Make your own oversized ART for tricky areas that require something with huge impact by stretching gorgeous fabric over a paint canvas. You can splurge on something sumptuous here as you will only need a few yards, so go WILD. Find a bold, graphic print in powerful colours and either create one massive canvas Art work OR do a grouping of 3 or 5 of them. This is a great solution for cathedral ceiling walls, massive stairwells and double height spaces. Just remember… find something truly amazing in Fabric that does NOT match your room or any furniture… but something that compliments it and brings out the unexpected in the room, like a real piece of Art would.
For a sleek, modern space use the Designer styling trick of Repetition… Repetition of the same shape or object, NOT of patterns or colours. Try using a series of huge clear glass hurricanes in a row or a bold, graphic yet simple shaped light fixture in a series of 3, or a series of 3 tall rectangular floor mirrors in a row. The repetition of the shapes gives the space a fluidity and a modern sensibility perfect for condos, lofts or clean lined interiors.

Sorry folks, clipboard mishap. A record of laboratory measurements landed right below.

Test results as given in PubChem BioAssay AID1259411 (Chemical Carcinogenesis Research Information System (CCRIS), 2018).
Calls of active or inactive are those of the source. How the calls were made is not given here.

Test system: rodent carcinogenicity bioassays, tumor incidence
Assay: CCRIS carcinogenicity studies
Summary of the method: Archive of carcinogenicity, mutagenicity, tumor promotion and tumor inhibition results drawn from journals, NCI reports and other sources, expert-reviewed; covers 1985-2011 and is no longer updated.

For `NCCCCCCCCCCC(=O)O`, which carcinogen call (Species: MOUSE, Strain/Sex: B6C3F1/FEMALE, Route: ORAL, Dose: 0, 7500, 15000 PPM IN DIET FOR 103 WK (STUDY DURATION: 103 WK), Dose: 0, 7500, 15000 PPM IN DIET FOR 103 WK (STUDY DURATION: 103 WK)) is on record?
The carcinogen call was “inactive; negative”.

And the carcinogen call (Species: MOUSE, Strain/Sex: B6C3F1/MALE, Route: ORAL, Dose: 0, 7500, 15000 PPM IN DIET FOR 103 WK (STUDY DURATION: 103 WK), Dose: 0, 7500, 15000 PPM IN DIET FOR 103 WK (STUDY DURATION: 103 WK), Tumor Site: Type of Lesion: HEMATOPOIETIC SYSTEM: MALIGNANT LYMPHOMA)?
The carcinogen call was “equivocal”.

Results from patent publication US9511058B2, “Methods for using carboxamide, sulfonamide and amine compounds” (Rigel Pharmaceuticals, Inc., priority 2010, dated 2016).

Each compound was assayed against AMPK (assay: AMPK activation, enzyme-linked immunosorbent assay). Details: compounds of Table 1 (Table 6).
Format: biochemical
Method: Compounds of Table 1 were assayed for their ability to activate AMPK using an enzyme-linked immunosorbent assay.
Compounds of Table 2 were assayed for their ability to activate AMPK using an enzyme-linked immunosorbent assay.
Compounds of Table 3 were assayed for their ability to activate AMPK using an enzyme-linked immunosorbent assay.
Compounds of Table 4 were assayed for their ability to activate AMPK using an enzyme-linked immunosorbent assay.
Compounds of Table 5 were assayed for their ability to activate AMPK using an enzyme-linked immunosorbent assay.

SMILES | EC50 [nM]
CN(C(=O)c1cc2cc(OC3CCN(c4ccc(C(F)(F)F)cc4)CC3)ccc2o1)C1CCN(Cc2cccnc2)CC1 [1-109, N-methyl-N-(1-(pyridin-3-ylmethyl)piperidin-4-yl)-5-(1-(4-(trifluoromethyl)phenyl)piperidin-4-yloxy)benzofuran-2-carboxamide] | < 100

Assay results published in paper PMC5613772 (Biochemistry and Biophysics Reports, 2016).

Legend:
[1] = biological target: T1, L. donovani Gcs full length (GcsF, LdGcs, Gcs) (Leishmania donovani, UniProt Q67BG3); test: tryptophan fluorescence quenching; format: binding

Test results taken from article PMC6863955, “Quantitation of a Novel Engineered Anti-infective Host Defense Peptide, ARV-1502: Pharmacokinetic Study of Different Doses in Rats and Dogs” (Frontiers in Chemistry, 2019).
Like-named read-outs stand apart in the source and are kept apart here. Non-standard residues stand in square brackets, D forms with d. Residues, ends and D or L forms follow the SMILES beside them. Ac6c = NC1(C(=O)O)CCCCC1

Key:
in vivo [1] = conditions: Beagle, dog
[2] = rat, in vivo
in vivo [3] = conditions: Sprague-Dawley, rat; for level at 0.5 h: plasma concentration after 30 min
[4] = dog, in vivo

Before you buy a home a home the maxim is always “LOCATION, LOCATION, LOCATION”….while when Designing your space the maxim is always “LIGHTING, LIGHTING, LIGHTING”. Lighting is the subtle nuance of a room that can make or break the overall Design, feeling, ambiance and impact the space has upon both you and your guests. Nothing kills a great design quicker than harsh, unflattering lighting or conversely, dark – poorly considered lighting that doesn’t accent the features of your room or your guests. Lighting is what separates a good room from a GREAT room. Adjustable pot lights on a dimmer switch are always a great option because the lights can be positioned to highlight what your choose or of course to draw the eye away from a particular area, while the dimmer switch allows you to set the mood that you are trying to achieve (be it sexy, cheery or mysterious). Nothing is sexier than GOOD lighting. Some quick notes…hang a large pendant light 30 to 36 inches above the top of the dining table (or a large coffee table placed centrally in a living area). Don’t forget to check what colour your shade will throw around the room – and in which direction the light will go. If you want to keep the lighting low, ensure the shade doesn’t have an opening at the top – or light will bounce back off the ceiling. As well, buy bulbs that are designed only to throw light downwards. Bear in mind that very dark shades will allow little light to seep out of the shade, while warm-toned shades, such as those in bronze or reds, will throw a pinkish glow around the room.